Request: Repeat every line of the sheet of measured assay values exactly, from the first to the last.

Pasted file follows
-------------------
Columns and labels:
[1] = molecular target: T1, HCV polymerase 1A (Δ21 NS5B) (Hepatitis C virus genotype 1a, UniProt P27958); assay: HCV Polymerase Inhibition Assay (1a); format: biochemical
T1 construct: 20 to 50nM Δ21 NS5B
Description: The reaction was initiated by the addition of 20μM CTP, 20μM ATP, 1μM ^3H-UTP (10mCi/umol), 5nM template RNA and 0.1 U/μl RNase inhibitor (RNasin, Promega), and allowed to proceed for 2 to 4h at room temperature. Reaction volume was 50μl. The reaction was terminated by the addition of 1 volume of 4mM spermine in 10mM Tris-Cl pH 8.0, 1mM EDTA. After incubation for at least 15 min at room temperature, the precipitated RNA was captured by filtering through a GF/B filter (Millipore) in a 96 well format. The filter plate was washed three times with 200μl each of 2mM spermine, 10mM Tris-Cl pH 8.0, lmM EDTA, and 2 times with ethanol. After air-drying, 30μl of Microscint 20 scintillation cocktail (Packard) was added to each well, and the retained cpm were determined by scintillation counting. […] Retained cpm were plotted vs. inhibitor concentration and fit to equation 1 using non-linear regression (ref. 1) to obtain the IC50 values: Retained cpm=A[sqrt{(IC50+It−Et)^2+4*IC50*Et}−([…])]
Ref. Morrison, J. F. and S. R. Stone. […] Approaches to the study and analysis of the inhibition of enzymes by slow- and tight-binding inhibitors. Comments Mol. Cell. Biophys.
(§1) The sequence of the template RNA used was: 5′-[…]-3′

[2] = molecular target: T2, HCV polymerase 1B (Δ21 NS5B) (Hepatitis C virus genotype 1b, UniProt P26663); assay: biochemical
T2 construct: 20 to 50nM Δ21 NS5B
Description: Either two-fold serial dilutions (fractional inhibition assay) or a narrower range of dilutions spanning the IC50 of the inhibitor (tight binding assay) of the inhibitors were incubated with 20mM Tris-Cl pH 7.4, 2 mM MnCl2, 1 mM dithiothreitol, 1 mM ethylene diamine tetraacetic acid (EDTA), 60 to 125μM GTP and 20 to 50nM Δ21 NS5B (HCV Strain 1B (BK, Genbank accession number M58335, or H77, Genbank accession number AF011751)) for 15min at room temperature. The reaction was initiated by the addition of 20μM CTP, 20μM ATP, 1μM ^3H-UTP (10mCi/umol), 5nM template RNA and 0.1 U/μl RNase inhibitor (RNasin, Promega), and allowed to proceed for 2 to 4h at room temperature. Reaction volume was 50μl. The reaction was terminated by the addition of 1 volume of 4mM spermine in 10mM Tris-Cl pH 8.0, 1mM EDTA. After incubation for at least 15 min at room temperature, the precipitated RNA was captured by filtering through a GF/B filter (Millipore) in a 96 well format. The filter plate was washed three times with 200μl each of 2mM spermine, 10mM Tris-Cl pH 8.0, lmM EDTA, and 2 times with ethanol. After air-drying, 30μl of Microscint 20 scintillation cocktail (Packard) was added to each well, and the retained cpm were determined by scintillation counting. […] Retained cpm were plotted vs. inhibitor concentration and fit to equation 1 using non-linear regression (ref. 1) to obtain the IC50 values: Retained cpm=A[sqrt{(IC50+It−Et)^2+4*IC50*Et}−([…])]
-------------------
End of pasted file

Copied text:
Columns and labels:
[1] = molecular target: T1, HCV polymerase 1A (Δ21 NS5B) (Hepatitis C virus genotype 1a, UniProt P27958); assay: HCV Polymerase Inhibition Assay (1a); format: biochemical
T1 construct: 20 to 50nM Δ21 NS5B
Description: The reaction was initiated by the addition of 20μM CTP, 20μM ATP, 1μM ^3H-UTP (10mCi/umol), 5nM template RNA and 0.1 U/μl RNase inhibitor (RNasin, Promega), and allowed to proceed for 2 to 4h at room temperature. Reaction volume was 50μl. The reaction was terminated by the addition of 1 volume of 4mM spermine in 10mM Tris-Cl pH 8.0, 1mM EDTA. After incubation for at least 15 min at room temperature, the precipitated RNA was captured by filtering through a GF/B filter (Millipore) in a 96 well format. The filter plate was washed three times with 200μl each of 2mM spermine, 10mM Tris-Cl pH 8.0, lmM EDTA, and 2 times with ethanol. After air-drying, 30μl of Microscint 20 scintillation cocktail (Packard) was added to each well, and the retained cpm were determined by scintillation counting. […] Retained cpm were plotted vs. inhibitor concentration and fit to equation 1 using non-linear regression (ref. 1) to obtain the IC50 values: Retained cpm=A[sqrt{(IC50+It−Et)^2+4*IC50*Et}−([…])]
Ref. Morrison, J. F. and S. R. Stone. […] Approaches to the study and analysis of the inhibition of enzymes by slow- and tight-binding inhibitors. Comments Mol. Cell. Biophys.
(§1) The sequence of the template RNA used was: 5′-[…]-3′

[2] = molecular target: T2, HCV polymerase 1B (Δ21 NS5B) (Hepatitis C virus genotype 1b, UniProt P26663); assay: biochemical
T2 construct: 20 to 50nM Δ21 NS5B
Description: Either two-fold serial dilutions (fractional inhibition assay) or a narrower range of dilutions spanning the IC50 of the inhibitor (tight binding assay) of the inhibitors were incubated with 20mM Tris-Cl pH 7.4, 2 mM MnCl2, 1 mM dithiothreitol, 1 mM ethylene diamine tetraacetic acid (EDTA), 60 to 125μM GTP and 20 to 50nM Δ21 NS5B (HCV Strain 1B (BK, Genbank accession number M58335, or H77, Genbank accession number AF011751)) for 15min at room temperature. The reaction was initiated by the addition of 20μM CTP, 20μM ATP, 1μM ^3H-UTP (10mCi/umol), 5nM template RNA and 0.1 U/μl RNase inhibitor (RNasin, Promega), and allowed to proceed for 2 to 4h at room temperature. Reaction volume was 50μl. The reaction was terminated by the addition of 1 volume of 4mM spermine in 10mM Tris-Cl pH 8.0, 1mM EDTA. After incubation for at least 15 min at room temperature, the precipitated RNA was captured by filtering through a GF/B filter (Millipore) in a 96 well format. The filter plate was washed three times with 200μl each of 2mM spermine, 10mM Tris-Cl pH 8.0, lmM EDTA, and 2 times with ethanol. After air-drying, 30μl of Microscint 20 scintillation cocktail (Packard) was added to each well, and the retained cpm were determined by scintillation counting. […] Retained cpm were plotted vs. inhibitor concentration and fit to equation 1 using non-linear regression (ref. 1) to obtain the IC50 values: Retained cpm=A[sqrt{(IC50+It−Et)^2+4*IC50*Et}−([…])]